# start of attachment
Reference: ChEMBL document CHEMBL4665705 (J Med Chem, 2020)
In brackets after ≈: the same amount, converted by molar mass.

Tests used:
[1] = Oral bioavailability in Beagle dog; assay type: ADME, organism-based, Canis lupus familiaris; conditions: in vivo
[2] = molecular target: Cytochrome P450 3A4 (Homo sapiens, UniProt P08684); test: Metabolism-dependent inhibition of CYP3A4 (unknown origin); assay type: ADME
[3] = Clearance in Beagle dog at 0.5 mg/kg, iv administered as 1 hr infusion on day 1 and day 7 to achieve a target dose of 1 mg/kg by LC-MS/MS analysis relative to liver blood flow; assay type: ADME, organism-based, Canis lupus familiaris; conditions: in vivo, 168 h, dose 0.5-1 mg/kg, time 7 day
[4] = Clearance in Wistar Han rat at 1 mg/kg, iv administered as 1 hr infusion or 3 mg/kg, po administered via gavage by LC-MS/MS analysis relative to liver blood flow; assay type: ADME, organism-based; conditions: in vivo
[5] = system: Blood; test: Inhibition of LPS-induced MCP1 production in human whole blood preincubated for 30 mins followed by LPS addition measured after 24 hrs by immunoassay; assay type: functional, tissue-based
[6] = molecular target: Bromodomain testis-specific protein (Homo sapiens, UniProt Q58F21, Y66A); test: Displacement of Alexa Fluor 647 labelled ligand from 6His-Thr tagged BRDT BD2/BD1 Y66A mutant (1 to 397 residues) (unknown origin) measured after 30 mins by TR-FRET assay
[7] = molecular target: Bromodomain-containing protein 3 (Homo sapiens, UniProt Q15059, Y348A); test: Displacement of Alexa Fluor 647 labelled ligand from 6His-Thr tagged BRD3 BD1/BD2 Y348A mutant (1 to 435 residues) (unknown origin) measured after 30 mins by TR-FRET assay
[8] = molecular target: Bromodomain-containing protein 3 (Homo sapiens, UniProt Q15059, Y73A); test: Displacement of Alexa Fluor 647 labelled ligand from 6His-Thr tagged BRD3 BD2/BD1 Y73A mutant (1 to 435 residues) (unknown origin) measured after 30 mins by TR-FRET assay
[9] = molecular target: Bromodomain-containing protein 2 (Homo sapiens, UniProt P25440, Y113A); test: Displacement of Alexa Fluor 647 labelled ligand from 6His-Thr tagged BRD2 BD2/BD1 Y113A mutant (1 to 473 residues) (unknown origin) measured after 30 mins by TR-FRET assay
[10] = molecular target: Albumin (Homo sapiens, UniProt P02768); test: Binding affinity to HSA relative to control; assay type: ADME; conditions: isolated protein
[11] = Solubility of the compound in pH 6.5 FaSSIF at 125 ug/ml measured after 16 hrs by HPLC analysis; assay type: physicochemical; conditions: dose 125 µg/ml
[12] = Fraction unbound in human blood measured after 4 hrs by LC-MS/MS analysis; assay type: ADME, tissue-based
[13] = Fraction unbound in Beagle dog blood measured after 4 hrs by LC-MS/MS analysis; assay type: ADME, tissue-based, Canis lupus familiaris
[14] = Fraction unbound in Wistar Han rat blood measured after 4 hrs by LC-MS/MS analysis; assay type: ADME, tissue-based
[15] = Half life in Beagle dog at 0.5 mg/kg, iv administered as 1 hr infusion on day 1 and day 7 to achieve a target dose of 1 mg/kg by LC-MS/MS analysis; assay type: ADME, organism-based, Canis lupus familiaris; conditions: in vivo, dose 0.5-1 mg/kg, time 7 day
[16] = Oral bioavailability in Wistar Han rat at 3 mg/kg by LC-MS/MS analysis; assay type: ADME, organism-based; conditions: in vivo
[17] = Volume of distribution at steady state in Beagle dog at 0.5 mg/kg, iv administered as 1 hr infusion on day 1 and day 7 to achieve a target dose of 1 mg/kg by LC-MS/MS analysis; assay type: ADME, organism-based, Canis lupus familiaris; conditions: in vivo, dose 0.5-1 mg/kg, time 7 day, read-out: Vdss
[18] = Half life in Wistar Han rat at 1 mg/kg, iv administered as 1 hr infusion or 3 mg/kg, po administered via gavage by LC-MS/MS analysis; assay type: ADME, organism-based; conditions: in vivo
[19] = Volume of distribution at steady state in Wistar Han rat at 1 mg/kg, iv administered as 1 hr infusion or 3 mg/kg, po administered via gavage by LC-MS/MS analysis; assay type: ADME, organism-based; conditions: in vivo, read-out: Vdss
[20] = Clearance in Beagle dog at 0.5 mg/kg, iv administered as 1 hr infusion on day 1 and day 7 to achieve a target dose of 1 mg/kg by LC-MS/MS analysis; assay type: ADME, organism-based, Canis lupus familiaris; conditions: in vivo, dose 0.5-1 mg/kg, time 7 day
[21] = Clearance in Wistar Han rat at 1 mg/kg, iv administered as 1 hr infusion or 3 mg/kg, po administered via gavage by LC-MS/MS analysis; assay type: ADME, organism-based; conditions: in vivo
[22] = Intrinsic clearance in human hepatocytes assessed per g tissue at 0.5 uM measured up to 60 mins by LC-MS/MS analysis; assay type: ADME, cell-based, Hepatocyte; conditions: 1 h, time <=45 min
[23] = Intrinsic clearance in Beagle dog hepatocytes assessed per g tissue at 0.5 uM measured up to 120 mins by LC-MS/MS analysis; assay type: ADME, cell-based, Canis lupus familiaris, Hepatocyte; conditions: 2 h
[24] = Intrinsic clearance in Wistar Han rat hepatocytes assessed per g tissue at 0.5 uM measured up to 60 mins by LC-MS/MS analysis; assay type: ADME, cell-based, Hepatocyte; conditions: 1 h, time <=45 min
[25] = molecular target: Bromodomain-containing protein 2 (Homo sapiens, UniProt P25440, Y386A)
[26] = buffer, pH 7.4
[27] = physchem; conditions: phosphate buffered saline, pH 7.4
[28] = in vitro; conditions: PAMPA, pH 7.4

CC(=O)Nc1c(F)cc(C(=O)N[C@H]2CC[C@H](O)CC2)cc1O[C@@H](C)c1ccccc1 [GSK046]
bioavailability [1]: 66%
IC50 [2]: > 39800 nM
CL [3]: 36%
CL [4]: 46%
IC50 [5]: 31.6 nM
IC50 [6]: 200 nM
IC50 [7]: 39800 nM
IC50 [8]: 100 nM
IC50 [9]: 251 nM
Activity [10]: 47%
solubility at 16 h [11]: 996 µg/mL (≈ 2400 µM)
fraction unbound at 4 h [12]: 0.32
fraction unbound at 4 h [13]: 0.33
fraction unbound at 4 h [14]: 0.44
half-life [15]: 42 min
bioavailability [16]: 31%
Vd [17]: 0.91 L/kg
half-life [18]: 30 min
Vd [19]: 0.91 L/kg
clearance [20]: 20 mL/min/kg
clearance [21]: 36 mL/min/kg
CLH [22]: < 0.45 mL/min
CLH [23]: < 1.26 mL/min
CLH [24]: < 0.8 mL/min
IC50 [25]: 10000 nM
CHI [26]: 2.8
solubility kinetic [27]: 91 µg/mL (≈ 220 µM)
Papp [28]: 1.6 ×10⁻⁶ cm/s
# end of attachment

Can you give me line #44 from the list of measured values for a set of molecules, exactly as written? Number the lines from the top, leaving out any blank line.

fraction unbound at 4 h [12]: 0.32